Thus, God with his grace “transformed my weakness into purity, many things changed, both in my heart and in my thoughts.” For this reason, he believes that “the Holy Spirit will be present and will lead me to the cross and to the sepulcher to be resurrected with Him.

I would like to feel at least some of the suffering he felt, so I can deepen more in this role [as him].”

A moment of prayer

For Moises, the days of Holy Week “are beautiful days” for which “we must prepare ourselves with prayer, penance and fasting.” He feels that the spiritual base to take advantage of these holy days consists of “deepening in prayer,” and he recommends “reading and contemplating passages of [the Lord’s] passion in the gospel,” which he said is an opportunity to delve into the mystery of “how Jesus triumphantly entered Jerusalem and then gave his life for us.”

After his conversion journey, Moises considers that his participation in the living Via Crucis at his parish goes beyond mere performance and becomes a moment of prayer.

“I know that Jesus suffered much more,” he said. “I would like to feel at least some of the suffering he felt, so I can deepen more in this role [as him].”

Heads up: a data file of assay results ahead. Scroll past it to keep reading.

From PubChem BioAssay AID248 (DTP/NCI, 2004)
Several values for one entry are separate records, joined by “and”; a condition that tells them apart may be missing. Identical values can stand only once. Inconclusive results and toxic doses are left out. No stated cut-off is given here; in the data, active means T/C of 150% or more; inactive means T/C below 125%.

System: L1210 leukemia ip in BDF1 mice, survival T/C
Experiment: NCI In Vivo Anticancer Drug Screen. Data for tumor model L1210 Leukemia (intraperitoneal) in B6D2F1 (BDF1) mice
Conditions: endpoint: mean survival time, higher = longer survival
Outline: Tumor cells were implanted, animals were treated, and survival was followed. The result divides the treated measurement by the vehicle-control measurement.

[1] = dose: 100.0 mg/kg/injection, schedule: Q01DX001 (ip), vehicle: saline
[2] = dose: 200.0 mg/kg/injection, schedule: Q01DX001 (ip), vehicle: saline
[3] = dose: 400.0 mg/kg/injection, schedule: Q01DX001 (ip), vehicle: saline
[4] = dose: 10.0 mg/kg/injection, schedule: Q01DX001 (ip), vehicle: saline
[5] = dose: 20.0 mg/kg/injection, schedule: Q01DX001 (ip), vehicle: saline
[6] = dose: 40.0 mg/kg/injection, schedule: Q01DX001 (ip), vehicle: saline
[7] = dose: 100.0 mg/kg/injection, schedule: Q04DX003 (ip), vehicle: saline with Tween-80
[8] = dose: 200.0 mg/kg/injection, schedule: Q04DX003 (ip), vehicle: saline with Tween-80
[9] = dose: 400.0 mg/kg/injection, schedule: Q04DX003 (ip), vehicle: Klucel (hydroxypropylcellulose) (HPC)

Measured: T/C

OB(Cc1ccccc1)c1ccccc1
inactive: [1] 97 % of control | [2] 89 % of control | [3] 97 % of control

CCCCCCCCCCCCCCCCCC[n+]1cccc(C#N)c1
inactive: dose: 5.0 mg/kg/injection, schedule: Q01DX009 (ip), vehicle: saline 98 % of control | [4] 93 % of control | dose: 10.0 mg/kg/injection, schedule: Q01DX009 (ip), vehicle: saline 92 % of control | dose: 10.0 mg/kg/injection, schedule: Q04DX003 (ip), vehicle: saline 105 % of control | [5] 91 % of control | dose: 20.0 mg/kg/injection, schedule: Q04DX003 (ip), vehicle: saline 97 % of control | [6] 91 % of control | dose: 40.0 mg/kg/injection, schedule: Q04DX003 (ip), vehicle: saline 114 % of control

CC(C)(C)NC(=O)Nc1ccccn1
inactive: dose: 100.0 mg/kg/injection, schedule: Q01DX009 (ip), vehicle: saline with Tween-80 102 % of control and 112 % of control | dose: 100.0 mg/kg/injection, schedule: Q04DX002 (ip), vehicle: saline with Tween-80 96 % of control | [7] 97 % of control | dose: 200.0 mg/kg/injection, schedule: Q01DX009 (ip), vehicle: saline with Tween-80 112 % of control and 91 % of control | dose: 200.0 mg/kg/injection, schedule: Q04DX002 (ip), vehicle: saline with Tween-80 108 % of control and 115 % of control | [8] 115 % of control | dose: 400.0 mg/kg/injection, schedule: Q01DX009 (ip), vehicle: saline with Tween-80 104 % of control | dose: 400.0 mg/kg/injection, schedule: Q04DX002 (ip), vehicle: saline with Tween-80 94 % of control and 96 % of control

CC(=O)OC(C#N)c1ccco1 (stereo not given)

How to pray the Via Crucis

In addition to procession on Good Friday or any other day of Holy Week, the faithful are also welcome pray the Via Crucis in their home at any time of the year, meditating on the Stations of the Cross. For each station, the faithful should pray: “We adore you, O Christ, and we bless you because by your holy Cross you have redeemed the world.” Then, an Our Father, Hail Mary and a Glory Be should be prayed.

These are the 14 Vía Crucis stations:

FIRST STATION: Jesus is condemned to death.
SECOND STATION: Jesus takes up his Cross.
THIRD STATION: Jesus falls the first time.
FOURTH STATION: Jesus meets his Mother.
FIFTH STATION: Simon of Cyrene helps Jesus to carry his Cross.
SIXTH STATION: Veronica wipes the face of Jesus.
SEVENTH STATION: Jesus falls the second time.